LAGOS, Nigeria – LAGOS, Nigeria (AP) — Nigeria's electoral commission asked Sunday to delay the upcoming presidential election in Africa's most populous nation by several months, warning that the January poll date wouldn't give workers enough time to conduct a new voter registration drive.
The request comes as President Goodluck Jonathan faces a growing political challenge from within Nigeria's ruling party, one that highlights the religious divisions in the oil-rich nation.
The Independent National Electoral Commission's request came the day after Jonathan formally launched his presidential bid. Less than two weeks ago, the commission announced a Jan. 22 presidential contest, scheduled between a Jan. 15 election for the National Assembly and a Jan. 29 election for state offices.
Commission spokesman Kayode Idowu said Sunday that the delay was needed so that workers would have enough time to register an estimated 70 million eligible voters in Nigeria. As of now, the commission has yet to even hire the 50,000 workers needed to man polling sites on election day, nor has it ordered the computer equipment it needs to register voters.
"We will be engaging the stakeholders to see if there's a possibility of more time," Idowu told The Associated Press.
The commission had planned to hold a two-week registration drive beginning Nov. 1, giving it little time to prepare.
A statement issued by the commission said it would hold "sacrosanct" a planned May 29 inauguration date for winners. That means an election could be held in April and still meet the requirements of a newly passed election law, said Innocent Chukwuma, a Nigerian poll monitor now teaching at Harvard University's John F. Kennedy School of Government.
The commission likely would need the blessing of lawmakers to change the dates, though it wasn't immediately clear what was needed to change the election timetable.
While allowing more time for election workers to perhaps hold a credible election in a country plagued by corrupt ballot-box behavior, Chukwuma said it may create doubts in the public's mind about the commission's planning.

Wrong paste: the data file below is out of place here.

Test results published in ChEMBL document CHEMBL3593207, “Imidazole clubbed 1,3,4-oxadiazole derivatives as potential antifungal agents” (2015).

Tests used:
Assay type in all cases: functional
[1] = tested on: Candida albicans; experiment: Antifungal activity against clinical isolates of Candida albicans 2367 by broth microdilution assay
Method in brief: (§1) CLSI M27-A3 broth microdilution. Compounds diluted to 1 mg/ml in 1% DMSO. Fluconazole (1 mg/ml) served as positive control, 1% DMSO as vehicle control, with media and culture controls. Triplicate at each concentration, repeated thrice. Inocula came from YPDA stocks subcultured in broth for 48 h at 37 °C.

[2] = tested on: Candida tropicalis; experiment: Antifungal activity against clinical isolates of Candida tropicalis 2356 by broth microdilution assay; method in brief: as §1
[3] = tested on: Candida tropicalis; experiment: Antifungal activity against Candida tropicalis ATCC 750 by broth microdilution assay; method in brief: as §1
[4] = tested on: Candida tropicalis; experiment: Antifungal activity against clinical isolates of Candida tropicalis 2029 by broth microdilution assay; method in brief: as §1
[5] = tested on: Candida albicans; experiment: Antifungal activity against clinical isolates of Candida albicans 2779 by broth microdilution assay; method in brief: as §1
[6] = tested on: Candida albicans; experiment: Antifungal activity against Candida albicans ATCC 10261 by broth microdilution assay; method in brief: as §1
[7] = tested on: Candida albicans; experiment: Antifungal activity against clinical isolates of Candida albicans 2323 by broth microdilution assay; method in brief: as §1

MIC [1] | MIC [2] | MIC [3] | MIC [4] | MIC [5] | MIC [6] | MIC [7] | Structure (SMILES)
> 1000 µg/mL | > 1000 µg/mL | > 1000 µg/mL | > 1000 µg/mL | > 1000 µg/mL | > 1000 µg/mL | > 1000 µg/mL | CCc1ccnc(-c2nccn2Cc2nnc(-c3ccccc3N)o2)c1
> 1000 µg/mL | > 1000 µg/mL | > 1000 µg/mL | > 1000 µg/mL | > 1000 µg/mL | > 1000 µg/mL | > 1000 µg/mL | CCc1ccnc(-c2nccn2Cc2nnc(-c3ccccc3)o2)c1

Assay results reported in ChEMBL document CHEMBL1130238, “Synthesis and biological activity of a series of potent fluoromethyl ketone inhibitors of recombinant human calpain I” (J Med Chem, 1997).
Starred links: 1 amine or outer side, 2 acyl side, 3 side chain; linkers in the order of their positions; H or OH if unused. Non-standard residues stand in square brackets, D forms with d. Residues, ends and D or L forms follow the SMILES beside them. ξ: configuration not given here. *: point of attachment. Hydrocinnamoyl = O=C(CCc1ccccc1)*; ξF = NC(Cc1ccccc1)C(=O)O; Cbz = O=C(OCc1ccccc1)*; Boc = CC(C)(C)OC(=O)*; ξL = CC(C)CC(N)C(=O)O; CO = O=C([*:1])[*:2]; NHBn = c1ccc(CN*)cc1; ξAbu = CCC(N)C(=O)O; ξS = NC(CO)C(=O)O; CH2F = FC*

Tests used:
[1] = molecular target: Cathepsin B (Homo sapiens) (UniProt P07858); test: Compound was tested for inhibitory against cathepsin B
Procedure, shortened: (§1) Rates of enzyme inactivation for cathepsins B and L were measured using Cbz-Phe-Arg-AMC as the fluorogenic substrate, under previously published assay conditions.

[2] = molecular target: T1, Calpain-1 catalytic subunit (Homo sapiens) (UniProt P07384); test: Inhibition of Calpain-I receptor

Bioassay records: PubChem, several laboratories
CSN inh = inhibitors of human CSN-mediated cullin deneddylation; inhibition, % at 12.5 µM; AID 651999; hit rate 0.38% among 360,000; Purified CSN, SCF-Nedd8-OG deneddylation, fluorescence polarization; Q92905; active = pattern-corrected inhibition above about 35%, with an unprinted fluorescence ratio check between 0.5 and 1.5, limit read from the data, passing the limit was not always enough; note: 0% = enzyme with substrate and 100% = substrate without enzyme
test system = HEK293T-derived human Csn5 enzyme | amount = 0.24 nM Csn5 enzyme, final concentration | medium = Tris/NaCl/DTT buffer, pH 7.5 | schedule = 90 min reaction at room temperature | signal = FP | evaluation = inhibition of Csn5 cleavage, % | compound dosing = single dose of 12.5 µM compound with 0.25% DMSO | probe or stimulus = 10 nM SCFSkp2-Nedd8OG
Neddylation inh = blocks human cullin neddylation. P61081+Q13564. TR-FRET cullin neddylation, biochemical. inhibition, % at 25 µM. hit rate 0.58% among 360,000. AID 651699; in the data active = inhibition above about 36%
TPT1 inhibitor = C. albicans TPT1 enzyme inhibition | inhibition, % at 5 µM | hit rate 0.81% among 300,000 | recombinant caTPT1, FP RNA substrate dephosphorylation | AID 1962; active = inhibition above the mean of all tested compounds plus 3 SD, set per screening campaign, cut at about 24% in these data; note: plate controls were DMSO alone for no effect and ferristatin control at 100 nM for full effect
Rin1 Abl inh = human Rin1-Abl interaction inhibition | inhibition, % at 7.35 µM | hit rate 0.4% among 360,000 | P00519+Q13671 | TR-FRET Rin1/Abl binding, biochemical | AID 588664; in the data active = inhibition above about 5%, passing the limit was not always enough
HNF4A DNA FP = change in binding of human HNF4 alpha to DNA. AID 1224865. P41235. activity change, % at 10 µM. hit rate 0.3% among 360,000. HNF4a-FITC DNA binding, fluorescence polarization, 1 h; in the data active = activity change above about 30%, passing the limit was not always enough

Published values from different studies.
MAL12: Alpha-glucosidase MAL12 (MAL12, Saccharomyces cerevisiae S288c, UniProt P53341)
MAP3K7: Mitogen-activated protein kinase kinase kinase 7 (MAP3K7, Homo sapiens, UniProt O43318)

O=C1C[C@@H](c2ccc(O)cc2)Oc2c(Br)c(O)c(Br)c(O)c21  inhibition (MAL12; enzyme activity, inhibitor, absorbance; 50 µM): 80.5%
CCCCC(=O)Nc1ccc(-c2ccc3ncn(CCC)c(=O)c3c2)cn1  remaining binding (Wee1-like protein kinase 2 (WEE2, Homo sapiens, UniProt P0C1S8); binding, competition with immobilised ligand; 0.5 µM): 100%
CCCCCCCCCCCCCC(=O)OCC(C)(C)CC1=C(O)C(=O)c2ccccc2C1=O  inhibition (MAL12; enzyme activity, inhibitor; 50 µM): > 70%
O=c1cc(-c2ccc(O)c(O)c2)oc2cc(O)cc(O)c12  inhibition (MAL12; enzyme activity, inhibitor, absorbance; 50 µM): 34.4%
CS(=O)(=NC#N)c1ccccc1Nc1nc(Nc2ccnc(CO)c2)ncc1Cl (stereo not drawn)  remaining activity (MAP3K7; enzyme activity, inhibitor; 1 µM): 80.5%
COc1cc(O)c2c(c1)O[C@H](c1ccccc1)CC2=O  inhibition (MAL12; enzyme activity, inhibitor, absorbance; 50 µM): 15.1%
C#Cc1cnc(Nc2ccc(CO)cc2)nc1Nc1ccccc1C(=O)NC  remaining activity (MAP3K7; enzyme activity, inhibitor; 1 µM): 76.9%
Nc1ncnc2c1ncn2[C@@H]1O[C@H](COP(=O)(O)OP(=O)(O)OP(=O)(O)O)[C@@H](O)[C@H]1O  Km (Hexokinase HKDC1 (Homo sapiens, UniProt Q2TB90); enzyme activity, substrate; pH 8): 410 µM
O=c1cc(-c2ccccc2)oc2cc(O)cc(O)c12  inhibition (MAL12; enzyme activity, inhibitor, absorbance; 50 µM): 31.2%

"People's minds will start getting fixed to that date and they will start judging (the commission) on whether they are keeping to their words or not," the professor said. "I thought this was something they should have addressed from inception when the popular opinion was the January date was too soon."
Nigeria, one of the largest crude oil suppliers to the U.S., became a democracy through a presidential election in 1999, but its polls remained mired in vote-rigging, violence and political thuggery. International observers called the 2007 election of President Umaru Yar'Adua rigged, even though it represented the first civilian-to-civilian transfer of power in the nation's history.
The country's 2011 election continues to draw more challengers for Jonathan in the ruling People's Democratic Party primaries. Former National Security Adviser Aliyu Gusau resigned his position on Friday and planned to pick up a nomination form for the party, spokesman Adekunle Adebisi said Sunday. Gusau, a retired Army general, is a powerful, behind-the-scenes player in Nigeria's military and security agencies.
The entry of Gusau into the presidential primary adds another challenge for Jonathan. An unwritten power-sharing agreement within the ruling party calls for the presidency to alternate between candidates from Nigeria's mainly Christian south and Muslim north.
Jonathan, a Christian from the country's south, became president after the May 5 death of Yar'Adua, a Muslim from the north. Since Yar'Adua died while still in his first term, some leaders in the north believe their region has another term due to them.
Gusau, former military dictator Ibrahim Babangida and former vice president Atiku Abubakar — all Muslims from the north — say they'll seek the ruling party's nomination. That sets up what could be a fierce fight through the party's primaries.
Jonathan may be feeling some of that pressure already. On Sunday, he abruptly canceled a trip to New York, even though he was scheduled to attend the United Nations General Assembly and speak at Columbia University. Jonathan's office gave no explanation for canceling the trip.
Associated Press Writer Bashir Adigun reported from Abuja, Nigeria.